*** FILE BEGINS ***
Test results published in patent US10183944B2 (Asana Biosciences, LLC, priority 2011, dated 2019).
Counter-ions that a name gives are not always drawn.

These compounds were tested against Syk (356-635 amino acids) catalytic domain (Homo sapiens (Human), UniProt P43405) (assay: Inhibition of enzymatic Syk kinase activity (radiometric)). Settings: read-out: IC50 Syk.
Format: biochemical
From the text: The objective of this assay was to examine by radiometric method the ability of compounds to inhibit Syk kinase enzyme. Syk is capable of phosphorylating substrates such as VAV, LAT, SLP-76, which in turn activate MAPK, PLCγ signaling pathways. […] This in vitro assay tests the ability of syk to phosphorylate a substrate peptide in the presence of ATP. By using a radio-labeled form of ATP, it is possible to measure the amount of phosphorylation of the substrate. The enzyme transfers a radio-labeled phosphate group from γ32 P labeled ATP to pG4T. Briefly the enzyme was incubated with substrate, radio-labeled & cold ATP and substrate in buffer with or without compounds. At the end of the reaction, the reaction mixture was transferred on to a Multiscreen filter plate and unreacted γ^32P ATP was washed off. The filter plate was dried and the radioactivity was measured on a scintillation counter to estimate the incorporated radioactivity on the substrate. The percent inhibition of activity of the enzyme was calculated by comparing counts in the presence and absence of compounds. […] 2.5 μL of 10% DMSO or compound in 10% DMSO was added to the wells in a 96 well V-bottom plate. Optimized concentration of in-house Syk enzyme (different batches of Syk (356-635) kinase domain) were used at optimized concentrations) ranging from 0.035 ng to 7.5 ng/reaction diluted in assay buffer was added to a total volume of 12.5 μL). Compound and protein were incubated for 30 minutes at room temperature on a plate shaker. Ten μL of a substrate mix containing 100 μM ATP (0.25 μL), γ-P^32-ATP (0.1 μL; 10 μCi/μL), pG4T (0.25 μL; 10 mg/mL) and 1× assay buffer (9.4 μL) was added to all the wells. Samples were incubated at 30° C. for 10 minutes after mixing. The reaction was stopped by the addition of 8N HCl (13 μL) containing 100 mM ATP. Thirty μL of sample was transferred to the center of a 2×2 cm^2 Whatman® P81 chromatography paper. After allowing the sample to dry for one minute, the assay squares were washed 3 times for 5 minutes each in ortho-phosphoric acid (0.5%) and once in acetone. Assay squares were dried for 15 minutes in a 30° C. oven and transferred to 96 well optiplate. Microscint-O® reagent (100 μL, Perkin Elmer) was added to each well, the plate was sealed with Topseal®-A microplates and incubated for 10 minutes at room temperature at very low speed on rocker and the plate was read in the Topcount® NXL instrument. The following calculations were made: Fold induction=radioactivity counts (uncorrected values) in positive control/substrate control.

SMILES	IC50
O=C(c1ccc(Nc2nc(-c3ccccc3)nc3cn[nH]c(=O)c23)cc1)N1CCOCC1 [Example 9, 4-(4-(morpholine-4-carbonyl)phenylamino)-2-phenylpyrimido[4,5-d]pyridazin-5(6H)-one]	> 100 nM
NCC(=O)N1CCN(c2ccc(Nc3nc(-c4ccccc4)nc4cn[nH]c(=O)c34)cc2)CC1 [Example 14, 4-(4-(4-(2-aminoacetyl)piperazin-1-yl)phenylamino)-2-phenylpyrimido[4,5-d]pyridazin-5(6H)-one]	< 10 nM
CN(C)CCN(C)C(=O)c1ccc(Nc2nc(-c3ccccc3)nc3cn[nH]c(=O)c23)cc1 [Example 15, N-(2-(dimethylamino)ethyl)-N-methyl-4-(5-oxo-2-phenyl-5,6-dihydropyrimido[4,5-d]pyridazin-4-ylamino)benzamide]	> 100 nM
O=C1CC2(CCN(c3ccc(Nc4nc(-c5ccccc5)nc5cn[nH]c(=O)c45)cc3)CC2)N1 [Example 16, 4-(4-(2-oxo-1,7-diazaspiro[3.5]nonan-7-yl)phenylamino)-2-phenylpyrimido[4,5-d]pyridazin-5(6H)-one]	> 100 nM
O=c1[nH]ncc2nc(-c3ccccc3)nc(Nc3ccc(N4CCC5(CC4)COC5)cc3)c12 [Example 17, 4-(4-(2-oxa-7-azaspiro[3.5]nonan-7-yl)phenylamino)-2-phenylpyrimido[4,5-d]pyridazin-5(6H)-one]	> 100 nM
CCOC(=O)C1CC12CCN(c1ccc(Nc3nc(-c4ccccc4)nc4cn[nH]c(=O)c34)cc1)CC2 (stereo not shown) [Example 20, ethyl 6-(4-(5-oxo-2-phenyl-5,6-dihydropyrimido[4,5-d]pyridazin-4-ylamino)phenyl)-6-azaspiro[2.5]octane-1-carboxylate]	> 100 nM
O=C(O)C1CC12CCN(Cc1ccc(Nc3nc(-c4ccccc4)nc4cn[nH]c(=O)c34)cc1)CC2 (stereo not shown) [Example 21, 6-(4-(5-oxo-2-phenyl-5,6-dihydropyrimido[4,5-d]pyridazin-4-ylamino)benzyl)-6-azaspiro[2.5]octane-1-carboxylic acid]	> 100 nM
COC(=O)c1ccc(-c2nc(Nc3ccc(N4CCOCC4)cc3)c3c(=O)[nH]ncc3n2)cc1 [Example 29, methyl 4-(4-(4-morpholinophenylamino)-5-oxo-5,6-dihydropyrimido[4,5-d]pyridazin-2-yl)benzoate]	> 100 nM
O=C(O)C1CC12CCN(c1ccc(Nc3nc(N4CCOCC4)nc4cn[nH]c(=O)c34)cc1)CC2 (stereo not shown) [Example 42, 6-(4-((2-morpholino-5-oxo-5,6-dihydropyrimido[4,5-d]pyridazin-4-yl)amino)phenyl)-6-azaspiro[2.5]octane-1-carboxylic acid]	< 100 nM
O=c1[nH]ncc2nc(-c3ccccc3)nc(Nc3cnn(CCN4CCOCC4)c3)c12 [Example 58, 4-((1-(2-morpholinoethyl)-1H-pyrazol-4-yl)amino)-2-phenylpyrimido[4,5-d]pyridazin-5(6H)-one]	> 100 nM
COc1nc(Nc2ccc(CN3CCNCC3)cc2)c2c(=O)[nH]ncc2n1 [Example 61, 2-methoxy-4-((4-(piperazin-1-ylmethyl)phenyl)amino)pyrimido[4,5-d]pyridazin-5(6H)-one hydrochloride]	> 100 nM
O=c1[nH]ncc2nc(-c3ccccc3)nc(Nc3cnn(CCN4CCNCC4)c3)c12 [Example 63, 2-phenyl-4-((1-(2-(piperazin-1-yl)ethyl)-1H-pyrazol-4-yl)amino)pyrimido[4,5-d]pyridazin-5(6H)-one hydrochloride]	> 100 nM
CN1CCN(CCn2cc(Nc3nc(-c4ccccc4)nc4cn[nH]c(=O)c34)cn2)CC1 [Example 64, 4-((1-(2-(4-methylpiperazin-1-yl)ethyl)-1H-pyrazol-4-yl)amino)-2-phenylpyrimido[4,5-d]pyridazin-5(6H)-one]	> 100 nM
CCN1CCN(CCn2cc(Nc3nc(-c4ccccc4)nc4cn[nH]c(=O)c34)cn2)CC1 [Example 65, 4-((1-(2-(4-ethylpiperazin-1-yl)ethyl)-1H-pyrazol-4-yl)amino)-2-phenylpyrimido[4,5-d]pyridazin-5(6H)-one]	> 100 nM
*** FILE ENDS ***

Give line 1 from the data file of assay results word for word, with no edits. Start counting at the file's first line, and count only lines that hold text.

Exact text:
Test results published in patent US10183944B2 (Asana Biosciences, LLC, priority 2011, dated 2019).